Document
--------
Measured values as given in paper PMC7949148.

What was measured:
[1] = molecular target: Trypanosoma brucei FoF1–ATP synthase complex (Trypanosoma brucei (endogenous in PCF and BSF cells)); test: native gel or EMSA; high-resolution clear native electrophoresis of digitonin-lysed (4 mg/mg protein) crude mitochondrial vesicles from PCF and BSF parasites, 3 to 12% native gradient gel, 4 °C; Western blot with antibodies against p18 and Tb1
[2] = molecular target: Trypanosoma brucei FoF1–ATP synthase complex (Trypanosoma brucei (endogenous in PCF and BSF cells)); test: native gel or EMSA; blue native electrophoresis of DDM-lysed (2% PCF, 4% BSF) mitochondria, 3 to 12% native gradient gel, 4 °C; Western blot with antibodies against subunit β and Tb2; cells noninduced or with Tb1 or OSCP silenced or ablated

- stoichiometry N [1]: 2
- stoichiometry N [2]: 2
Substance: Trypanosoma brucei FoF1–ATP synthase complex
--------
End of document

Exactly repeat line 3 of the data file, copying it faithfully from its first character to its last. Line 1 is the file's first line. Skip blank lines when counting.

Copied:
[1] = molecular target: Trypanosoma brucei FoF1–ATP synthase complex (Trypanosoma brucei (endogenous in PCF and BSF cells)); test: native gel or EMSA; high-resolution clear native electrophoresis of digitonin-lysed (4 mg/mg protein) crude mitochondrial vesicles from PCF and BSF parasites, 3 to 12% native gradient gel, 4 °C; Western blot with antibodies against p18 and Tb1